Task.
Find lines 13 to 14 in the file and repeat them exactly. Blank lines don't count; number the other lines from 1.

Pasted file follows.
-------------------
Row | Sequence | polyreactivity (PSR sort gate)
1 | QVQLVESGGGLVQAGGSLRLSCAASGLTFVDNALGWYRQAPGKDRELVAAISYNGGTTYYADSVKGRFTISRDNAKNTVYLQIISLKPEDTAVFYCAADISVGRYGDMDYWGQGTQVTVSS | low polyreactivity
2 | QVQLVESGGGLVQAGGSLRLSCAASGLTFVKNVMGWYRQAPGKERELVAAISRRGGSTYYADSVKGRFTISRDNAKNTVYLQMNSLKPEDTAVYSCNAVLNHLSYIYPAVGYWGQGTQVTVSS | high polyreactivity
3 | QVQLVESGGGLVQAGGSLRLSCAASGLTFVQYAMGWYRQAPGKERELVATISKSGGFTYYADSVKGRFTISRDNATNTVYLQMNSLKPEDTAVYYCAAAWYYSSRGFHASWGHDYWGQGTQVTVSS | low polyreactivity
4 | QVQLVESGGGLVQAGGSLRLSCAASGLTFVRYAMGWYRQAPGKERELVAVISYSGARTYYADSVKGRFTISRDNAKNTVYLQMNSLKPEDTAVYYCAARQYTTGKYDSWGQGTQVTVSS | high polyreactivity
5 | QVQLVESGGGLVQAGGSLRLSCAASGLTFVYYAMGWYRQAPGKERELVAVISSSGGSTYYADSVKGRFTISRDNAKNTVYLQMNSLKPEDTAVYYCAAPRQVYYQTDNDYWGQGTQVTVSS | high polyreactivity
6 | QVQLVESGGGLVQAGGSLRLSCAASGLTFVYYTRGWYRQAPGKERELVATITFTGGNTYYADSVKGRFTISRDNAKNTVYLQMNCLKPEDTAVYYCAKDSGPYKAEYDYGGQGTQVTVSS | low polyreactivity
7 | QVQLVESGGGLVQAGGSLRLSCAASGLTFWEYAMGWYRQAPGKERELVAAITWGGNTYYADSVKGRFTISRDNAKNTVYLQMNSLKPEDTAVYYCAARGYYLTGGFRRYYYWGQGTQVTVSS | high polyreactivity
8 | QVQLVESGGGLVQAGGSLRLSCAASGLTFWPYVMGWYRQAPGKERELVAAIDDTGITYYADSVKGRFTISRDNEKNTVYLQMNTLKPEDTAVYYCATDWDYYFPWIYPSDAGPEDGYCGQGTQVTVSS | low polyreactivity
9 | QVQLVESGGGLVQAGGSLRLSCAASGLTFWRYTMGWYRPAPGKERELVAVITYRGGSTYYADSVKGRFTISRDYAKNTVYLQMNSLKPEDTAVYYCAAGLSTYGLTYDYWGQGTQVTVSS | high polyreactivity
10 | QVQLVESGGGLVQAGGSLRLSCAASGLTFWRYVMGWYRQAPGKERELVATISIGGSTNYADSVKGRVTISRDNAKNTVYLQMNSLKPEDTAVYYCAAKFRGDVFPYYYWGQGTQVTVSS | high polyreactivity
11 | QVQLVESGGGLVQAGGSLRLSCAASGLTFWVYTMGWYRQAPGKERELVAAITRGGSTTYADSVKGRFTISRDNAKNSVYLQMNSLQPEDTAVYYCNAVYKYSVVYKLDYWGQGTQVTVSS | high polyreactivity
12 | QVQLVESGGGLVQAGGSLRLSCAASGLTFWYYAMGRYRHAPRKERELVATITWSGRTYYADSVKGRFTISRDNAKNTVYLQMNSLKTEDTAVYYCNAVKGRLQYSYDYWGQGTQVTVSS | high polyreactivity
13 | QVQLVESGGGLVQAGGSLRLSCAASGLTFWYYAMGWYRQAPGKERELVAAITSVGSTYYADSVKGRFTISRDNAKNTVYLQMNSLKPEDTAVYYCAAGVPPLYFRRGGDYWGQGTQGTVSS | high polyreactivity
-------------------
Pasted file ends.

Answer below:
12 | QVQLVESGGGLVQAGGSLRLSCAASGLTFWYYAMGRYRHAPRKERELVATITWSGRTYYADSVKGRFTISRDNAKNTVYLQMNSLKTEDTAVYYCNAVKGRLQYSYDYWGQGTQVTVSS | high polyreactivity
13 | QVQLVESGGGLVQAGGSLRLSCAASGLTFWYYAMGWYRQAPGKERELVAAITSVGSTYYADSVKGRFTISRDNAKNTVYLQMNSLKPEDTAVYYCAAGVPPLYFRRGGDYWGQGTQGTVSS | high polyreactivity